I have been dreading this day for almost 10 years, since I've known that it would be impossible to escape the continuous coverage of the events of September 11, 2001.
I think I'm glad that this anniversary falls on a Sunday. If you want to know what I'm hoping to hear in our places of worship today, go to this post of mine on my theology blog. The lectionary readings for today, readings that were chosen long ago before world events intruded on our ordinary lives, circle around forgiveness. For a meditation on forgiveness and today's lectionary readings, see my post here.
For a great post that combines theology, Shakespeare, and thoughts on creativity, I like this post by Marly Youmans.
If you want a post that lets you look further back, on the events of September 11, 1973, when the U.S. orchestrated a coup that overthrew the democratically elected president of Chile and catapulted Pinochet to power, here's a great post, with great links, by Lyle Daggett.
I've been thinking about Pinochet's reign of terror, about the events of 2011, about our loved ones who vanish and we're not sure what happened to them. I've been thinking about ash of all sorts. I've been thinking of all those documents incinerated on September 11, 2001. I suspect I've been thinking about those documents so that I can repress the memories of bodies. I keep thinking of the Pentagon, of taking a tour of the Pentagon when I was in grade school, of being told how indestructible that building was constructed to be--but it wasn't.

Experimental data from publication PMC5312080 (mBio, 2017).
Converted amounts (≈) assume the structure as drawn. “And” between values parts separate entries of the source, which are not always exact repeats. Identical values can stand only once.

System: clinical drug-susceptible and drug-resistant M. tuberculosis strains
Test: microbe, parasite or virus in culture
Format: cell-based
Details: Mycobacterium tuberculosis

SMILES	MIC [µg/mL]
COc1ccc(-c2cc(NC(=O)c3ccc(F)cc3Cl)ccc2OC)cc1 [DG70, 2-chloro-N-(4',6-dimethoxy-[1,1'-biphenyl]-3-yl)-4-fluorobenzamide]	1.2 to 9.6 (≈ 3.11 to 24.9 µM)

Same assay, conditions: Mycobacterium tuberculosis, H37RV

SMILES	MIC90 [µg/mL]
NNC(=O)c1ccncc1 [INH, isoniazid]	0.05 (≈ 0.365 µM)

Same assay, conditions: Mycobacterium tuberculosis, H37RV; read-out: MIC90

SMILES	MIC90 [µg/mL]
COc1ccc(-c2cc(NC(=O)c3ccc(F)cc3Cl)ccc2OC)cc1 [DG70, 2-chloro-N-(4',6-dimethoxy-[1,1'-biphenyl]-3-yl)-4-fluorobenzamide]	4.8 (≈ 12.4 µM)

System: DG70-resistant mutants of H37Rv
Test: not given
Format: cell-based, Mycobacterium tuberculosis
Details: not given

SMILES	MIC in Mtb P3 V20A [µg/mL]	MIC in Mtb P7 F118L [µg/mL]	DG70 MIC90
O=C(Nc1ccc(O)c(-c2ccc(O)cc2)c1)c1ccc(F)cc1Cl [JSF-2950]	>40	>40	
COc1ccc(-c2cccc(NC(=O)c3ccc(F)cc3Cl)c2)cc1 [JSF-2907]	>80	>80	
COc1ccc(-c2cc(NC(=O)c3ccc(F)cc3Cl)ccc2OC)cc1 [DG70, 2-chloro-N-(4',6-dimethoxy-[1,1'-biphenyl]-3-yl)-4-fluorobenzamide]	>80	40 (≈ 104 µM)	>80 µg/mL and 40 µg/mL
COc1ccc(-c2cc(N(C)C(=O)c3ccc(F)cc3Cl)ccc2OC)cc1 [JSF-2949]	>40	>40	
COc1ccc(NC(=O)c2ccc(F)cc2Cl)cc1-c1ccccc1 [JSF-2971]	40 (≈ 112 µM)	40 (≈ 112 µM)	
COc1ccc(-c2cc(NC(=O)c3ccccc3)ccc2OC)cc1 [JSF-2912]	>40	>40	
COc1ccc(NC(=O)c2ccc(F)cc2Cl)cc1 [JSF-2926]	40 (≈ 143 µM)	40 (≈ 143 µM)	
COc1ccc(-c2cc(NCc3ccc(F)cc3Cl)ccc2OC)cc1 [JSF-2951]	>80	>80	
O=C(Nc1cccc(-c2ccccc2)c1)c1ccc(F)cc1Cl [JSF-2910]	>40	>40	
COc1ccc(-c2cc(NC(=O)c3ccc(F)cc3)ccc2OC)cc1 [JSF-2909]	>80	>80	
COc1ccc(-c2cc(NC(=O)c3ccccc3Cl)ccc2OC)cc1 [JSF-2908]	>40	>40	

Today, I listened to this interview with Lawrence Wright, who wrote The Looming Tower. I wanted a story more along the lines of this one that explored the events of the summer of 2001. I wanted a longer, even deeper discussion. I'm haunted by all the things we missed, all the pieces we didn't put together. I'm haunted by the folks who say they tried to get a meeting with the President and key staff to go over all of this, but the scheduled meetings were cancelled again and again and again.
It makes me think about my life and all its facets. What am I missing? What should I focus upon?
Lawrence Wright told us this nugget about Osama bin Laden, who flirted with both terrorism and agriculture, before committing to terrorism. He loved his sunflowers. I will be turning that idea around in my head all day: the terrorist who fell in love with the sunflowers that he grew.
I understand how people become disaffected enough to leave their sunflowers behind and turn to dreams of destruction. I'm grateful for my religious heritage that reminds me of the seductive qualities of evil, that warns me not to succumb to that glittery facade.
Will all these swirls find their way into a poem? I'm not sure, but I'm willing to be those sunflowers will resurface in a poem somewhere.
Best Essay Collections of 2017 by Women Authors
5 months ago